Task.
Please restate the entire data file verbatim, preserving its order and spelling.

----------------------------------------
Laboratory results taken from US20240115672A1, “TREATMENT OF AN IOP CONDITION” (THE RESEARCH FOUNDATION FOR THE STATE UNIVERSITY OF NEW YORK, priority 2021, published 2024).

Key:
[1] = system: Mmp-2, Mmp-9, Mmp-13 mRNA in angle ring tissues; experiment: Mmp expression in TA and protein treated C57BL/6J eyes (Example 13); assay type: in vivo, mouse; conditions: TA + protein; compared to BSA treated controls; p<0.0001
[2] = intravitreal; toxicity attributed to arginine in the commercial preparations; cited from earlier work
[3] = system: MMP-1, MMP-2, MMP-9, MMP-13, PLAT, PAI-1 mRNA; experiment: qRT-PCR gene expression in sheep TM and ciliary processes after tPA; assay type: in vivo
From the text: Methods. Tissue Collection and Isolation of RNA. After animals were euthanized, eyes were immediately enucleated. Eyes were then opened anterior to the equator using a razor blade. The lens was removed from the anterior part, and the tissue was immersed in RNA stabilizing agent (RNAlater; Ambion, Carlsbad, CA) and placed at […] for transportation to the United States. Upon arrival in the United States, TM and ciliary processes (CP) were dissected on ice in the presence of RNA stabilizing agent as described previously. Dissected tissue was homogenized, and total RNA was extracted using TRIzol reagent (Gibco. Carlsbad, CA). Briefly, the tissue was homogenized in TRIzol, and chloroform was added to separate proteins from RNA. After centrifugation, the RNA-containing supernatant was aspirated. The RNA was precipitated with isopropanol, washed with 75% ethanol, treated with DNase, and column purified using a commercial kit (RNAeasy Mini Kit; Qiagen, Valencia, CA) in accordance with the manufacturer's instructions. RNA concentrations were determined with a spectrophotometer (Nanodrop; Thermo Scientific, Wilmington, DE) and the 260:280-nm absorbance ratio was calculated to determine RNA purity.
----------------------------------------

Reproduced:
Laboratory results taken from US20240115672A1, “TREATMENT OF AN IOP CONDITION” (THE RESEARCH FOUNDATION FOR THE STATE UNIVERSITY OF NEW YORK, priority 2021, published 2024).

Key:
[1] = system: Mmp-2, Mmp-9, Mmp-13 mRNA in angle ring tissues; experiment: Mmp expression in TA and protein treated C57BL/6J eyes (Example 13); assay type: in vivo, mouse; conditions: TA + protein; compared to BSA treated controls; p<0.0001
[2] = intravitreal; toxicity attributed to arginine in the commercial preparations; cited from earlier work
[3] = system: MMP-1, MMP-2, MMP-9, MMP-13, PLAT, PAI-1 mRNA; experiment: qRT-PCR gene expression in sheep TM and ciliary processes after tPA; assay type: in vivo
From the text: Methods. Tissue Collection and Isolation of RNA. After animals were euthanized, eyes were immediately enucleated. Eyes were then opened anterior to the equator using a razor blade. The lens was removed from the anterior part, and the tissue was immersed in RNA stabilizing agent (RNAlater; Ambion, Carlsbad, CA) and placed at […] for transportation to the United States. Upon arrival in the United States, TM and ciliary processes (CP) were dissected on ice in the presence of RNA stabilizing agent as described previously. Dissected tissue was homogenized, and total RNA was extracted using TRIzol reagent (Gibco. Carlsbad, CA). Briefly, the tissue was homogenized in TRIzol, and chloroform was added to separate proteins from RNA. After centrifugation, the RNA-containing supernatant was aspirated. The RNA was precipitated with isopropanol, washed with 75% ethanol, treated with DNase, and column purified using a commercial kit (RNAeasy Mini Kit; Qiagen, Valencia, CA) in accordance with the manufacturer's instructions. RNA concentrations were determined with a spectrophotometer (Nanodrop; Thermo Scientific, Wilmington, DE) and the 260:280-nm absorbance ratio was calculated to determine RNA purity.